This time the encoshoroi rested on a lofty baobab tree and darted out of sight. We were puffing heavily for this place was a great way off from our village and on raising our tonsils towards the bird; a huge hive that was thronged with bees near the canopy rewarded our sight. This tree, to which encoshoroi had led us, sprang up unbranched for as long as our tonsils could be raised without bulging at the skin, just to spread out into colossal boughs near the clouds, glancing out rudely from thick shrubbery.


“This cloud-piercing tree has grown so big it has become arrogant!” angrily retorted Moonka. He smacked his lips in anger.


“Hai!.......Why am I startled?...... The trial before us is our due from encoshoroi. Were we not the ones who left nothing for him?” I muttered admonishingly, with as much ennui as I could. “Its wax they eat! Its hatchlings they eat! Why do they treat themselves with such weak habits? Has their appetite been satisfied now? Who does that to a bird?”


With larval eyes, Moonka bestowed me a black look.


“They have not done him good. Pardon them. They just wanted to eat their yawn.” He retorted in a voice as thin as mine, to silence my words. And he grinned sardonically.

“Pupate my brother! Pupate!” I scorned him, sotto voce. I would not stand against him in argument; he knew all the arts of speech. I held it that Moonka needed to grow so that we may not find ourselves standing on roots of a tree that grew too high and never finishes growing, looming over us as if it held evil powers, like this particular one.


Honey was dripping away slowly, making long lines along the trunk, some coming short of our heights, and those within our reach hardened against the bark. Not having the expertise to glean this repast of honey, we started to lap and bite at it from the bark until our tongues were shredded. Peeking through interstices at the canopies, we saw that the sun was upside-down and the Pleiades had risen. Bunched clouds were tumbling across the sky when Moonka, being none-the-wiser, proposed to shin up the arrogant tree until he reached the hive. This was an absurdly dangerous endeavor, but he had tasted the honey from that hive, and it had whetted his appetite. So, he clambered up, hugging the huge trunk with his limbs like a simian. Luckily, he reached the hive without mishap, and with the aid of a smoldering torch in a leather bag by his flank, he smoked away the bees to lessen their aggressiveness. With a delicate balancing act, he was busy prising combs wedged deep inside the hive and tossing them down to us, when, from the corner of my eyes, I saw the silhouette of a man flashing by; so sudden, so fleeting, leaping across a footpath to land behind a huge boulder. Then he abruptly stood up, the shadowy man, a pointed arrow in his bow. Our eyes flew open in terror; not at the prospect of being struck by the arrow, but we were completely struck by his strange features. Not only did he have very pale skin, as pale as sere grass, but he was streaking free, with a small piece of bark girding his loins. He squinted at us from under the brim of a hat that appeared to have been molded from a white plaster cast. Resian gasped out loudly and cringed at the sight of a human species she had never met before.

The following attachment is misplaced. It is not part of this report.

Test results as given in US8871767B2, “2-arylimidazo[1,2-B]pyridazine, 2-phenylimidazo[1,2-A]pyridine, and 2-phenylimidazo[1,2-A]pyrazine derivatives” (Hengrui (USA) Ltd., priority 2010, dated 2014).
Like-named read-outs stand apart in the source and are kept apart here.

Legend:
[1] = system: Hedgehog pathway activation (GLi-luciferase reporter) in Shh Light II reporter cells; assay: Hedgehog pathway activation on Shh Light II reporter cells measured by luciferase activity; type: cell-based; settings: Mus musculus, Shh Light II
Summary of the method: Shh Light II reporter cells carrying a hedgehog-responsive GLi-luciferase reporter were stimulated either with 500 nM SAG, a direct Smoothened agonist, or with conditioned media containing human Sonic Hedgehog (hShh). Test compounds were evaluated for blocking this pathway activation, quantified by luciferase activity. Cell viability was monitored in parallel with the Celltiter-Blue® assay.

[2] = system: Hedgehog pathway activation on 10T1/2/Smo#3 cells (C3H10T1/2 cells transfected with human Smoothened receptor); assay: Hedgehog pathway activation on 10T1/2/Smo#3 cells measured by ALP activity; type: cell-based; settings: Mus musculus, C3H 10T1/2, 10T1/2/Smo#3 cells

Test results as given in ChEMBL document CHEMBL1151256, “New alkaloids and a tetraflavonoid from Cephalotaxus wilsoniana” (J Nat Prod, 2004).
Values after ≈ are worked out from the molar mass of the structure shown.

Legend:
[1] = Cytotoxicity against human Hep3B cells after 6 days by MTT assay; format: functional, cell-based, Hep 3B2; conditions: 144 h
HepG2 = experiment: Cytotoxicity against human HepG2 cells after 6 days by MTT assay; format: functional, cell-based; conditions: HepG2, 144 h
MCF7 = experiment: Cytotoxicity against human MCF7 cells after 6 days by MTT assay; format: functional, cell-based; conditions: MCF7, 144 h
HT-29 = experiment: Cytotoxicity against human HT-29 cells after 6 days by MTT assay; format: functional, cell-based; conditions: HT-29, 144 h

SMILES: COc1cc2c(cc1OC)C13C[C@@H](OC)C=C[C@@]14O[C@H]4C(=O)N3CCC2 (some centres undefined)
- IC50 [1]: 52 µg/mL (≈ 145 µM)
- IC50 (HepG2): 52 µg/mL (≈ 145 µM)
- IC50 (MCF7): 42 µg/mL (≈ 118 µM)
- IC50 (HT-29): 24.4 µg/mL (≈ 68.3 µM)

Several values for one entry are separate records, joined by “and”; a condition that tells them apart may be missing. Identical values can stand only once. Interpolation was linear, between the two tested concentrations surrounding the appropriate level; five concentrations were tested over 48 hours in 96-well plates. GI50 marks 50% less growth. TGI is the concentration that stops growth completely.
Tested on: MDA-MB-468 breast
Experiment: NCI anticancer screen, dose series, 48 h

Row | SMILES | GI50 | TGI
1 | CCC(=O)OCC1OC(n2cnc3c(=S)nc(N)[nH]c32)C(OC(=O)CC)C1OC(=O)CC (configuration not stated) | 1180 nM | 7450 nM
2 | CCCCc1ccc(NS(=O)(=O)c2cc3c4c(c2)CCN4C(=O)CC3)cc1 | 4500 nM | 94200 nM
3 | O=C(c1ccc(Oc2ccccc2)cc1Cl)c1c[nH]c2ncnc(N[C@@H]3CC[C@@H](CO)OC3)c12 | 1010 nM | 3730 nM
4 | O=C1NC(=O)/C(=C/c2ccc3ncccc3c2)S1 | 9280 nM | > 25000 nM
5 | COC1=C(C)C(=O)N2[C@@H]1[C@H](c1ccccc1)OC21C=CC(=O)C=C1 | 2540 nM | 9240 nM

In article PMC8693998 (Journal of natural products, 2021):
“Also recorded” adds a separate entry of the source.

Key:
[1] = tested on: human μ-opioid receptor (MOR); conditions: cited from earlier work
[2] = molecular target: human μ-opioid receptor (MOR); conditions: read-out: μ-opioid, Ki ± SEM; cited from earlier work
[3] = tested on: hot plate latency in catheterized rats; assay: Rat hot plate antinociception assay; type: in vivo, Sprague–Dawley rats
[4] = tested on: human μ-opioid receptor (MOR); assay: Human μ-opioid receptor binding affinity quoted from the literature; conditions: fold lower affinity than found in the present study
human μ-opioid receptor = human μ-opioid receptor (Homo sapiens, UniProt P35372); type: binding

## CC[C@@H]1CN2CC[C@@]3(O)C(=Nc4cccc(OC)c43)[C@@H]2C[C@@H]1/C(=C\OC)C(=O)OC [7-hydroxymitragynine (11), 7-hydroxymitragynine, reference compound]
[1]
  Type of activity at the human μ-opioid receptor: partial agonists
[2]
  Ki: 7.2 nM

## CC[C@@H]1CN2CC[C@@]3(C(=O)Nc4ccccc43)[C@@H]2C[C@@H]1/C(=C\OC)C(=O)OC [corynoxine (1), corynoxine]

“Oloirirua! Or a spirit….ui ui ui olmenengani! Or a corpse!” Resian fervently screamed, hand pointing at the man.


The man strode towards us. We momentarily tossed aside the bag of honeycombs, spun around, ran, and recoiled in terror under a bush. Meanwhile, Resian’s scream had startled Moonka. He let go of the torch, the comb and his precarious balancing act. The torch bounced off the trunk as it fell and each time it hit a surface, fireworks lit the air and illuminated the specter-like man at the bottom of the tree. We saw protrusions of light about him, flickering in and out in turns. Moonka followed the torch’s trajectory, to land near the man’s feet with a loud thud. We thought he had died, for what comes after a slip and slide from a tree with a black front, is black darkness inside the red of the earth. But he squirmed. We exhaled. Then he was silent.


Then an angry horde of bees surged on him, their buzz and stings reviving him from the peaceful repose, sending him hurtling into a painful apian experience. He made to stand up, tumbled, dizzily staggered, and then swayed as he awaited his summons to the eternal silence. Just when we thought the oloirirua would disappear the way he had appeared, or be frightened away by the bees, he quickly came up to where Moonka lay. He laid the bow and arrow upon the ground, bent over him, and held out his hands. Lurking in the bush, we saw Moonka slowly come to himself and reach out to the hand of death, with a solemn face. The bees on his body rose in a cloud and landed on his head. A chill of dread shot through me and I instinctively broke cover to run up to Moonka. I screamed at the oloirirua and he withdrew his hands. He was backing away whilst Moonka was still trying to reach out to him. It seemed to me my brother had scattered his faculties when he fell.


“Let him alone! Be lost oloirirua!”  I swore with a voice so big in the lungs. But the man stood still, his expression frozen. I gave Moonka a fair shake to sanity and tried to pull him to his feet, but he was groaning with great vigor, unable to get up.


“My leg!” he wailed, having now regained the use of his scattered faculties; including a fragment of his cowardly fear of pain.